I know there’s a right way and a wrong way to discipline a child; my child in particular. (I’m not a parenting expert, so I won’t presume to tell you how to discipline your child.) It has just become painfully clear to me that I have done it wrong.
While at the park earlier, my daughter kept riding her bike up the street and out of sight toward our house. Of course, Little Brother would follow. Now, I know my daughter will reach the top of the street then turn around and ride back. My son, well I’m not so sure what he’ll do once he gets to the top of the street. And so, I instructed my daughter to remain closer to the park.
She didn’t listen. She was with her friend and they probably weren’t even paying attention to how far they were riding. And every time they rode out of site, Little Brother followed them. She and her friend coasted back down to the park within a minute each time, but Little Brother remained at the top of the street longer and longer until I had to go up after him. (This is where I complain about having to do that because, quite frankly, my friends are at the park too (local moms and grandmoms) and I want to sit and chat with them à la 1955, not chase my son up the street every 10 minutes.)
Finally, incredibly frustrated, I walked over to my daughter and told her in a somewhat loud voice that the next time she ventured away from the park, she would have to go home. She listened to me then rode away…and up the street. Little Brother followed. I went after him and herded them both back to the park where I addressed her more sternly and pointed out a boundary line past which she could not ride. (Normally, I would have taken them both home since that is what I said I would do, but as I reached them at the top of the street, I realized that my instructions had been somewhat vague and that she needed a clear visual understanding of what I meant by “closer to the park”, hence the boundary line.)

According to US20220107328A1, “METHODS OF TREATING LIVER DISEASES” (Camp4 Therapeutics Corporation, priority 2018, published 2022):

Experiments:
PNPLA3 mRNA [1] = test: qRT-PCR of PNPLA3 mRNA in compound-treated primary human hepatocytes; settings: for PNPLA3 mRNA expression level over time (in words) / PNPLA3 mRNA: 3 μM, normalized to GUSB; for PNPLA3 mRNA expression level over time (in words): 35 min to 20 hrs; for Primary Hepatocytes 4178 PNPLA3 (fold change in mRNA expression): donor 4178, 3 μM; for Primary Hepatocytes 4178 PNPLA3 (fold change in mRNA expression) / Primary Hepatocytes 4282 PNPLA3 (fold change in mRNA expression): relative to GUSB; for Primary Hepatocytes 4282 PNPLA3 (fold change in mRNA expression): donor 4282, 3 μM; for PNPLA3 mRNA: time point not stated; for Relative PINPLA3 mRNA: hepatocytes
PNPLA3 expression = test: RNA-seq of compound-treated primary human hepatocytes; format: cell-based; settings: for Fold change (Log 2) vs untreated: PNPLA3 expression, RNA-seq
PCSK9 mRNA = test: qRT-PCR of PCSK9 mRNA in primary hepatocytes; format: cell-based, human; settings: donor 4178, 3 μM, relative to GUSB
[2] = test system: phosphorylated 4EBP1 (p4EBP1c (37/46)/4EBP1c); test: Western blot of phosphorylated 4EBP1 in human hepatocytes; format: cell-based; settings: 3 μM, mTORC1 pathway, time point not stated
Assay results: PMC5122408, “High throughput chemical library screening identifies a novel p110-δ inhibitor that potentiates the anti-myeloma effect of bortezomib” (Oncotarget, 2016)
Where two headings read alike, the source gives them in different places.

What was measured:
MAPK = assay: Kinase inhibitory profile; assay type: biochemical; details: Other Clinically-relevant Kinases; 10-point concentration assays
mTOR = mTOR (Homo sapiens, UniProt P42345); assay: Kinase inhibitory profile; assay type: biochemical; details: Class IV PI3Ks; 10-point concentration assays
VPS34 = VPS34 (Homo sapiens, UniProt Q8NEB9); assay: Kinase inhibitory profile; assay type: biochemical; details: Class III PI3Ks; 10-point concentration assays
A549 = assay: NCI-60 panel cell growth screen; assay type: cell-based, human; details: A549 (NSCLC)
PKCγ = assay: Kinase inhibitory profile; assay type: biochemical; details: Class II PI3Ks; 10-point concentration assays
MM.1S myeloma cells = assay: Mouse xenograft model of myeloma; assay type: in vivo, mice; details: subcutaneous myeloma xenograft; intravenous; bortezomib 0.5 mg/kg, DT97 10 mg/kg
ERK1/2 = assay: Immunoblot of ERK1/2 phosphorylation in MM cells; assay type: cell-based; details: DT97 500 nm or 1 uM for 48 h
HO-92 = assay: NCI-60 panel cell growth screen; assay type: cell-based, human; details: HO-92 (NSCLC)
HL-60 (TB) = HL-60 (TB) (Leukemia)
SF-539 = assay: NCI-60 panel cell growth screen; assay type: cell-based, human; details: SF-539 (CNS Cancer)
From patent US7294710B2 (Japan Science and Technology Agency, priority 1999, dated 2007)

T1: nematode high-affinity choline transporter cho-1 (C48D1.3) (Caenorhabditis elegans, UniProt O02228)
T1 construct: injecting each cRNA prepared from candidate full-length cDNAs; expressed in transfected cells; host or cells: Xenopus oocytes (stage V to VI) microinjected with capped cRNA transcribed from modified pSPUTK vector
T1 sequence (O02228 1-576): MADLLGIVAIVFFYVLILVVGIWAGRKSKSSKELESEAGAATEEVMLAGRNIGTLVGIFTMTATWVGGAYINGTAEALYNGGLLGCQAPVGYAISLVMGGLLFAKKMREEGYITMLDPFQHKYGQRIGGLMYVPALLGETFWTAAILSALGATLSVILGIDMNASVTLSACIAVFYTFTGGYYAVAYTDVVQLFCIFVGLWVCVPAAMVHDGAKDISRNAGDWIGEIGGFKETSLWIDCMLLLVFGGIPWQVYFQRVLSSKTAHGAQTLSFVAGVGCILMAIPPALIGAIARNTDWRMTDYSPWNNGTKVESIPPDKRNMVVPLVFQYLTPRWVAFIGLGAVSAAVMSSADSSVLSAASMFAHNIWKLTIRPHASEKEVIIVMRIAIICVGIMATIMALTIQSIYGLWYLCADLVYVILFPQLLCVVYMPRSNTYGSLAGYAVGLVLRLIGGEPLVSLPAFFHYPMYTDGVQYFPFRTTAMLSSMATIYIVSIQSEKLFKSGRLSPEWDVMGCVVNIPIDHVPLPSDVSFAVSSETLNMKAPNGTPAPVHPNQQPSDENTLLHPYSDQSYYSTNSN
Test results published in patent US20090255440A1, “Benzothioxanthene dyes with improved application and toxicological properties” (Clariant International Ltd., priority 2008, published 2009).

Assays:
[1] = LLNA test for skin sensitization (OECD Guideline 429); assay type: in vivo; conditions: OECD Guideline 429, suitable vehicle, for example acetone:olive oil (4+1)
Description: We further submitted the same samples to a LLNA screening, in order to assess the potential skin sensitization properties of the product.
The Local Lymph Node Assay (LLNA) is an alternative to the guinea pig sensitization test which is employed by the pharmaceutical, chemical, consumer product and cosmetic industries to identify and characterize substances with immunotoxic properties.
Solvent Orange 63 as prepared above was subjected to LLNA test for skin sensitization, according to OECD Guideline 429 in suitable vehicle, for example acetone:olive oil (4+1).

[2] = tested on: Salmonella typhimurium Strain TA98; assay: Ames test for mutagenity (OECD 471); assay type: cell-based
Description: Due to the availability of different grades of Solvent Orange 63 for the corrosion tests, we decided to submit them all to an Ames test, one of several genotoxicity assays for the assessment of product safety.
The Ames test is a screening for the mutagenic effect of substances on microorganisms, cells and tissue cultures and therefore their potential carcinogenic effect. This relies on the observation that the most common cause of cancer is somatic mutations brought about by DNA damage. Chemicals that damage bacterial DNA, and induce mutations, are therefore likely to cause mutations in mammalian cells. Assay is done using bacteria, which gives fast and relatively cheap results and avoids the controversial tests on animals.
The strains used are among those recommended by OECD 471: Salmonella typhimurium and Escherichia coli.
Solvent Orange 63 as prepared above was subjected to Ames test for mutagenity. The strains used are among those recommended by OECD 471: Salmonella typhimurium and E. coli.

I didn’t notice it at the time, but she looked sad and sullen. She nodded her agreement and rode off with her friend, within the boundaries I had set.
Shortly thereafter, she called out to me to meet her on the sidewalk. As I approached, she said, “See that pipe there, Mommy? And that basketball net? That’s the line that you can’t go past. If you do, you have to go home.”
I tried to hide my smile. I agreed that I would stay within the boundaries she had set and then it hit me: I had embarrassed her in front of her friend when I told her that if she didn’t follow the rules, she would have to go homeo.
So I bent down to her level and quietly explained to her why it was that I didn’t want her riding up the street and out of sight when her brother was with us.
Then I apologized for making her feel bad in front of her friend.
I got the result that I wanted by speaking sternly to her about the rule that I had set, but I hurt her feelings the way that I did it. And when I realized I had done that, I took immediate steps to correct it. Because Mommy can be wrong sometimes too. And if Mommy admits it, she teaches her kids that there’s nothing wrong with being wrong as long as you take steps to make things right when you realize that you have done wrong.